Willie Lane: A Pine Shilling's Worth LP
Proud we are to reissue the final piece of Willie Lane's original Cord-Art LP trilogy. It was recorded in various spots throughout Western Mass, in the years following the release of Guitar Army of One. Initially issued in 2016, in an edition of 350, this lovely session disappeared into the fog of the forest before most folks were able to catch its scent. Now it has re-emerged with re-interpreted cover art by Max Milgram, and sonics we think will please even the most finicky listener.
A Pine Tree Shilling's Worth is my personal fave of Willie's first three Cord-Art LPs. It has a hazily unstoppable flow, incorporating elements of American Primitive and Bay Area Ballroom-era string greats in equal measure. Mostly played on electric (although there are some acoustic overdubs), the music manages to be abstract and melodic at the same time, with individual lines splanging off in oddball directions, then reasserting their formal qualities inside a single musical breath. The specific quotes that exist inside the playing are crafty, episodic and display a strange syncretic streak. A nice example of this is the sprawling track, 'New Arrivals,' on the first side.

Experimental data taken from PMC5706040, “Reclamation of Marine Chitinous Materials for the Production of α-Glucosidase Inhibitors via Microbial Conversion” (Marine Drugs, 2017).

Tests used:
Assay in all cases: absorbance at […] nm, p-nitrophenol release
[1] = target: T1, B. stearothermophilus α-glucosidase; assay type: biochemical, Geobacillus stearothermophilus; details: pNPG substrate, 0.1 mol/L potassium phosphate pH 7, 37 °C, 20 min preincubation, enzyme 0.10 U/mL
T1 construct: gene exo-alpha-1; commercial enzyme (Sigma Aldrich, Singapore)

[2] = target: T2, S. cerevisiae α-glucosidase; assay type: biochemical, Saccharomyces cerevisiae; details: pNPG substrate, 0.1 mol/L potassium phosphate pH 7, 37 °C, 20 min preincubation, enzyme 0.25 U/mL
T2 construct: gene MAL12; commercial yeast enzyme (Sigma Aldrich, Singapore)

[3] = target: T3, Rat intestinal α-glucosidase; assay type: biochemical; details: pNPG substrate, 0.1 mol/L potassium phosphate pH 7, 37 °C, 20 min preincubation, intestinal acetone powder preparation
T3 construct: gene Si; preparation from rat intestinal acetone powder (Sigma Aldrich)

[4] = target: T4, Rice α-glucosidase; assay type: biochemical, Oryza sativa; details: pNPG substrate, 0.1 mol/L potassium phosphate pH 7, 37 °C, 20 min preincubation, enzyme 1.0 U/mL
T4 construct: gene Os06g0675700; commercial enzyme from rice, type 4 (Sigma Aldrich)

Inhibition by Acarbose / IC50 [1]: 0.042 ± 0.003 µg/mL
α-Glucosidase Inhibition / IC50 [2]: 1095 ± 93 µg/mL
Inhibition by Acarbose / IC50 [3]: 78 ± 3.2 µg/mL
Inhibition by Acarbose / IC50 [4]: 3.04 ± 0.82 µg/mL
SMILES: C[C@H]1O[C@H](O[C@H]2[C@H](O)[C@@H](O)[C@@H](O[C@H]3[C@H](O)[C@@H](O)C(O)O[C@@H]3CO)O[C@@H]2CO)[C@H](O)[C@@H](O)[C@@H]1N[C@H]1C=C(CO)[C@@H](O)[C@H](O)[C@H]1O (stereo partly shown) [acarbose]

Lane manages to obliquely reference both John Fahey's improvisations for the soundtrack of Michelangelo Antonioni's film, Zabriskie Point (1970), as well as Jerry Garcia's work that was used in place of the bulk of Fahey's music after he and the director had a savage falling out. Willie reconciles their differing approaches to blues architecture with mighty slide playing and sheer dint of will. Rumors are currently swirling that Willie's next Cord-Art release will have vocals, so this three pack of instrumental genius may well be the primary documentation of one phase of this maestro's aesthetic trajectory. Hope you've got them all." --Byron Coley, 2019